In response to the Scottish Veterans’ Commissioner’s recommendations, the Scottish Government published a Practice Guide for social landlords on allocations for people leaving the Armed Forces. It includes guidance on giving priority to Service leavers and on ensuring that veterans are not at a disadvantage when applying for social housing due to Service time spent outside an area. Following consultation, the Scottish Government published a ministerial statement, in March 2021, which sets out the circumstances and general criteria which would act as the reference for exercising the power to modify local connection.

‘Local connection’ is one of the areas the Covenant Legal Duty covers. To find out more, see section 4C2 of the Legal Duty statutory guidance.

“When considering me for social housing, my local authority hasn’t taken into account the impacts of Service life”

Statutory guidance on allocation of accommodation in England, first published in June 2012, and statutory guidance on allocation of accommodation in Wales, first published in March 2016, both ensure that ‘additional preference’ – high priority – for social housing is given to certain groups in the Armed Forces community. Also, the June 2020 statutory guidance sets out how local authorities in England can ensure that members of the Armed Forces community suffering from mental ill health (wholly or partly attributable to Service) are given appropriate priority for social housing. It should be noted that a mental health issue as a result of Service can continue or start years after the person has left the Armed Forces.

The Scottish Government published new and refreshed guidance to improve awareness of the Armed Forces community’s housing needs. The refreshed Local Housing Strategy guidance encourages local authorities to consider fully the housing requirements of the Armed Forces community. It was also strengthened to encourage appropriate engagement with relevant organisations, such as Veterans Scotland, to understand better the needs of this community when developing the Strategies.

Availability of suitable social housing is one of the areas the Covenant Legal Duty covers. To find out more, see section 4C3 of the Legal Duty statutory guidance.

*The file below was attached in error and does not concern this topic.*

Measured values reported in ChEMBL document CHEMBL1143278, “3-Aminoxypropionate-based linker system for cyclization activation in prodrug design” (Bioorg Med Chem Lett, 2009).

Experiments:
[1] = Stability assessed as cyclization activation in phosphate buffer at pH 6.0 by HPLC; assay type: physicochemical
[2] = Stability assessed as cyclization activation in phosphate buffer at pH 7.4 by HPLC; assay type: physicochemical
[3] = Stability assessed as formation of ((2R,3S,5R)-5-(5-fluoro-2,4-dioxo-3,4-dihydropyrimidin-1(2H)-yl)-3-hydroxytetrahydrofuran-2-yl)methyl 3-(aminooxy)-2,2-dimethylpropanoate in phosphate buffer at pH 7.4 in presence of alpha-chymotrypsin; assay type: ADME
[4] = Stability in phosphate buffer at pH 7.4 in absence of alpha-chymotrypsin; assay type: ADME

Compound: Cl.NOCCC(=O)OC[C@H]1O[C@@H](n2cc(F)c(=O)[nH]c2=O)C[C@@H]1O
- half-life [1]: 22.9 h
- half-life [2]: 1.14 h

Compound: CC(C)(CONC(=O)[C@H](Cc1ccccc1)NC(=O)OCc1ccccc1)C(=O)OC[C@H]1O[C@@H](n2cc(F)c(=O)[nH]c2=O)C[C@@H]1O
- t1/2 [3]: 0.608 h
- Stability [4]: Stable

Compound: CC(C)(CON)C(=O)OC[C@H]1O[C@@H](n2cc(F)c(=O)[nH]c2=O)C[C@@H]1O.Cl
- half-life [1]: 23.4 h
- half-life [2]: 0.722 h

“I can’t communicate with my local authority because the Armed Forces have posted me overseas”

For example, members of the Armed Forces community who are overseas might not be able to access online forms due to military operational requirements preventing access to the Internet. Or, they might have difficulty phoning the housing body’s helplines during normal UK office hours due to time differences.

Communications with local authorities in relation to social housing, homelessness and Disabled Facilities Grants are covered by the Covenant Legal Duty. To find out more, see section 4C4 of the Legal Duty statutory guidance.

“My disabled family member spends more time in an unadapted home, as the Armed Forces have re-located us, and we want to keep living in private accommodation”

When an entitled Service family needing adaptations lives in Ministry of Defence accommodation, the MOD ensures that suitable accommodation is provided, in line with its policies. Also, on occasions, the MOD may fund adaptations to private accommodation for wounded, injured and sick personnel transiting out of Service.

Local housing authorities in England and Wales have a statutory duty to provide home adaptations for people of all ages and tenures eligible for a Disabled Facilities Grant, subject to a needs assessment, eligibility criteria and a means test. This can include Armed Forces personnel or their families living in their own accommodation, and veterans. Guidance has been published for local authorities in England on the effective delivery of the Disabled Facilities Grant. It includes a section on the Armed Forces community.

In Scotland, this is called the Scheme of Assistance. The Housing (Scotland) Act 2006 (Scheme of Assistance) Regulations 2008 state that where adaptations required are essential to the disabled person’s needs and the required work is structural (or involves permanent changes to the house) the applicant must also be awarded a mandatory grant.

Disabled Facilities Grants is one of the areas the Covenant Legal Duty covers. To find out more, see section 4F of the Legal Duty statutory guidance.